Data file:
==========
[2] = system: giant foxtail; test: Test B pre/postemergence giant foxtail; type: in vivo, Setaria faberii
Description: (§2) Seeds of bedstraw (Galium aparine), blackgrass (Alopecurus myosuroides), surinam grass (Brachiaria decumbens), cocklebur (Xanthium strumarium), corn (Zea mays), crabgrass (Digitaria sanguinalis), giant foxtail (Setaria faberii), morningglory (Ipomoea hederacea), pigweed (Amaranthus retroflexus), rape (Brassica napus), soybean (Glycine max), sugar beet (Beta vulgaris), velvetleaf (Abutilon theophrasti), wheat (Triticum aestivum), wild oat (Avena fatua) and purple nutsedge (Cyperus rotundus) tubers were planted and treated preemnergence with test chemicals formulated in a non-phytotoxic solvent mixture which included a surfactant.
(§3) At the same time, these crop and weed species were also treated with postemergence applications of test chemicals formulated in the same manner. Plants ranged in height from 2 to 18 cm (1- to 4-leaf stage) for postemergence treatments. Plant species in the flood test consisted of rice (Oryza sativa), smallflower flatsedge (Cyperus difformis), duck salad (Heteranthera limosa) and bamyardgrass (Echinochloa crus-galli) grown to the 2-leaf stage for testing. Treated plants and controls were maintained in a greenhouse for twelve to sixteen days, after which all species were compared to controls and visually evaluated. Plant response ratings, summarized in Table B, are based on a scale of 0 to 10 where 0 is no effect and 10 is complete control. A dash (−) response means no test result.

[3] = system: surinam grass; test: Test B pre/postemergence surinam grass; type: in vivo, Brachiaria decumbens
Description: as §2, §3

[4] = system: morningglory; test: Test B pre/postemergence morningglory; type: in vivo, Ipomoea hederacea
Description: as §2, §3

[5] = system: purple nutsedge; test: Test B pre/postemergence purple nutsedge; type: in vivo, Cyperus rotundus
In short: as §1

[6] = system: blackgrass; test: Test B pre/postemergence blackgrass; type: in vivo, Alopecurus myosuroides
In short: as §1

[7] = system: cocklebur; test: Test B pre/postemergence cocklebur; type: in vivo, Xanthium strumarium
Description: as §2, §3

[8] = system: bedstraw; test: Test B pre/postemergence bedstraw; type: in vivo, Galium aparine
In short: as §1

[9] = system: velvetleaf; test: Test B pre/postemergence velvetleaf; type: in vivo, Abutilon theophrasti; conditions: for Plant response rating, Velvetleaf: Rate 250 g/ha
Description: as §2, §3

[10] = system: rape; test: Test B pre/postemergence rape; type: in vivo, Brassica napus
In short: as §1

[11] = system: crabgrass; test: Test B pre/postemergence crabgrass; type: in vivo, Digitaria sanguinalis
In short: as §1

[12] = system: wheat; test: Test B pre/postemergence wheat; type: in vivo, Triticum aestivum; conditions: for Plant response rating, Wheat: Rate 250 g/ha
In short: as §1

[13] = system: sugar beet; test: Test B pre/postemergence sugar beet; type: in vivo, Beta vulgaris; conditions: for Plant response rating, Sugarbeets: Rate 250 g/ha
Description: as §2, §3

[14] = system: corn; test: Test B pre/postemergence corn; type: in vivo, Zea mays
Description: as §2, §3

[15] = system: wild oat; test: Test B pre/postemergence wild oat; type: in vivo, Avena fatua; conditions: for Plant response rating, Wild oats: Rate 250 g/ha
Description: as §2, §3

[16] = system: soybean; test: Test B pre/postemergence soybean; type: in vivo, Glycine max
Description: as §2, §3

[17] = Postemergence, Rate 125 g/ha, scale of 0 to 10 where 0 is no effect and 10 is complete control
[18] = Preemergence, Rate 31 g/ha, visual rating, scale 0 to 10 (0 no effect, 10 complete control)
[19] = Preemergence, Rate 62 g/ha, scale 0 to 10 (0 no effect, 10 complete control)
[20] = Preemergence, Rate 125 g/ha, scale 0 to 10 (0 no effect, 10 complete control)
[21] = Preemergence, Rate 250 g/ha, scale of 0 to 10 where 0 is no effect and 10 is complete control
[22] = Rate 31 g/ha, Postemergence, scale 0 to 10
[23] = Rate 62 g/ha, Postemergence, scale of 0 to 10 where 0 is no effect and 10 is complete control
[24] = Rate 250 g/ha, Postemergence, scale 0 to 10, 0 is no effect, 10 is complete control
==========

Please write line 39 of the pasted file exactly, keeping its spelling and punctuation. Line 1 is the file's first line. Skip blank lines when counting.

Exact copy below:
[24] = Rate 250 g/ha, Postemergence, scale 0 to 10, 0 is no effect, 10 is complete control